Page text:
Has the U.S. benefited from China's entry into the WTO in 2001?
A new staff research report by the U.S.-China Economic and Security Review Commission (USCC) looks at the pros and cons of U.S. trade with China since Beijing's entry into the World Trade Organization (WTO) in 2001.
When China entered the WTO, it was assumed that U.S. exports to China would increase due to reduced tariffs and increased market access. This suggested a win-win for both U.S. and Chinese consumers-- a new market for American exports which would lead to a more open, modern society for China's citizens.
However, the USCC report examines trade data from 2000 to 2011 and finds a mixed bag of results in the decade since China’s accession to the WTO:
1. U.S. exports to China have more than quintupled in value but are dwarfed by the surge of Chinese imports into the United States, resulting in a steadily growing bilateral trade deficit;
2. A dramatic rise in the levels of non-manufactured goods (particularly agricultural products, raw materials, and mined natural resource products) exported by U.S. producers to China, to the extent that there is now a U.S. trade surplus with China in non-manufactured goods;
3. A dramatic rise in imports of Chinese-made manufactured goods into the United States, and a significant decrease in U.S. exports of manufactured goods to China as a share of total exports;
4. A steady move up the value chain for Chinese imports into the United States – most noticeably in computers and consumer electronics. However, in this latter category China often serves as an assembly and export platform for multinational corporations of components manufactured elsewhere in world, a fact that may not be clearly reflected in trade statistics.
The report concludes:
Although U.S. exports to China have increased substantially since China entered the WTO in 2001, the overall value of these exports has failed to keep pace with the concurrent surge in imports from China. This has resulted in a huge and growing trade deficit between the United States and the People’s Republic of China. The most obvious change in U.S. exports to China in 2011 versus 2000 is the dramatic rise in levels of non-manufactured goods. This includes both agricultural products to feed China’s increasingly affluent and urbanizing population, and raw materials to feed China’s growing industrial needs. Whereas in 2000 the United States had a trade deficit with China in non-manufactured goods of around $283 million, by 2011 that had become a trade surplus of nearly $19.7 billion.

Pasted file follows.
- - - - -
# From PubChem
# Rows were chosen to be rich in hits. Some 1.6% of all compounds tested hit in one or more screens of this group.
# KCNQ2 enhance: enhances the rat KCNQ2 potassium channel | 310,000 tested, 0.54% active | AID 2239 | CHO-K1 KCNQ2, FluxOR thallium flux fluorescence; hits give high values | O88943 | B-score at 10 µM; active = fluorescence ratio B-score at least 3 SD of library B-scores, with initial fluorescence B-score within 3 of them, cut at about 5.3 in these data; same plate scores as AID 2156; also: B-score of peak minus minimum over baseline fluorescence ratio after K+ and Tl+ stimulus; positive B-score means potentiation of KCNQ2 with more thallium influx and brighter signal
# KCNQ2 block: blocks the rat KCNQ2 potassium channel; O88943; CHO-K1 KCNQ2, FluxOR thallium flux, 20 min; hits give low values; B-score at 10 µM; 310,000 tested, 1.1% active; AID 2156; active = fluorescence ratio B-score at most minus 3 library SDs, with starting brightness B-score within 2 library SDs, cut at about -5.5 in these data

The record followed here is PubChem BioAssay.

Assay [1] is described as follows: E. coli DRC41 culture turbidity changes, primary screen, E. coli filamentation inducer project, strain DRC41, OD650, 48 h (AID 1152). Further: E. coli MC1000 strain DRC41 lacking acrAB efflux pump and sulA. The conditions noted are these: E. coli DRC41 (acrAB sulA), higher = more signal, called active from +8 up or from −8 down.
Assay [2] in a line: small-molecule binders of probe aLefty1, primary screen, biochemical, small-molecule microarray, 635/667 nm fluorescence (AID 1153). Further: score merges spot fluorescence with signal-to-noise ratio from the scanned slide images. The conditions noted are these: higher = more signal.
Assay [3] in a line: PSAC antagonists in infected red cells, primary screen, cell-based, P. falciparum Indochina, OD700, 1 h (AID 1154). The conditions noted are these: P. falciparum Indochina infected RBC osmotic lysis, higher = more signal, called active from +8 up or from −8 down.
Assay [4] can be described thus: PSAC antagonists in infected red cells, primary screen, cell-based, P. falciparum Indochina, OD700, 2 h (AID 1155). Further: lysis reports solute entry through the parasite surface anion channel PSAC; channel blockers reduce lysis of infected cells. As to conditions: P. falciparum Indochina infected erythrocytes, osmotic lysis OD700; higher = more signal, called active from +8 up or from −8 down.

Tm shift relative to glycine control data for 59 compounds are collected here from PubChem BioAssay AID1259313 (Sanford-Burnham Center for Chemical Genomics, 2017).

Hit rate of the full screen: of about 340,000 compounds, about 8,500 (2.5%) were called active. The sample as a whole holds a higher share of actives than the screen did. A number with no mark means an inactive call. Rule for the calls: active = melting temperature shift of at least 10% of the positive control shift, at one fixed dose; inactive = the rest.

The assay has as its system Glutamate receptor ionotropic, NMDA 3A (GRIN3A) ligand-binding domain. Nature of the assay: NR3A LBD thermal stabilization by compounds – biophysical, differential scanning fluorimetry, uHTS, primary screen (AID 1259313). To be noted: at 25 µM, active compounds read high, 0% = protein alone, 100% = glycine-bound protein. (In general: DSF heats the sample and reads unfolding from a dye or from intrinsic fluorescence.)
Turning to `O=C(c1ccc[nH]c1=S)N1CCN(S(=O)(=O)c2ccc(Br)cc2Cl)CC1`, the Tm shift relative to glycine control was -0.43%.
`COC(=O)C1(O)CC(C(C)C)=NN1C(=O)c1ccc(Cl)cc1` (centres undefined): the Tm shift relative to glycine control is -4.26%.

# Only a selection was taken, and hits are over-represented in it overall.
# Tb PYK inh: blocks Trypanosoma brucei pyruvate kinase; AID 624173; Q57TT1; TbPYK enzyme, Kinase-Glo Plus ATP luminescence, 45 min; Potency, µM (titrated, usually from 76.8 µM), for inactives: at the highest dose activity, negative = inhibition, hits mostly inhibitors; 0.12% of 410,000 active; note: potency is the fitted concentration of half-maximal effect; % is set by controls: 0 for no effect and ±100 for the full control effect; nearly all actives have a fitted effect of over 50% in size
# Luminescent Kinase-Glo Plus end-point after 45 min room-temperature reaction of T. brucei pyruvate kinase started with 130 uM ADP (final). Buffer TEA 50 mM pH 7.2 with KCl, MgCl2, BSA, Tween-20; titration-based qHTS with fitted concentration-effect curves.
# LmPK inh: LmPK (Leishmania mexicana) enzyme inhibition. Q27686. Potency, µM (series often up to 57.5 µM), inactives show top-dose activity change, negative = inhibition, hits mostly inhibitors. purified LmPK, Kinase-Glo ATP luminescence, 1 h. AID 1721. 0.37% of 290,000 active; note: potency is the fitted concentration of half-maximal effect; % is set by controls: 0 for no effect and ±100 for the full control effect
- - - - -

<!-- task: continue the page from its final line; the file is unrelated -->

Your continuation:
The most prominent change in U.S. imports from China in 2010 versus 2011 is a steady move up the value chain for products coming out of China. While the bulk of China’s exports to the United States still reflect China’s lower labor costs, an increasing share and quantity of these exports are in higher tech products – most notably, computers and electronics. Over the past decade, this may not have been indicative of a general movement by Chinese firms up the technological ladder— rather, it is possible that China has come to mainly serve as an assembly and export platform for foreign corporations, which took components manufactured elsewhere in world and put them together in China.
U.S. manufacturers continue to maintain a competitive position in many higher-technology products, but whether or not the United States can maintain this technological edge will rely greatly on future market trends, as well as U.S. and Chinese trade policies.
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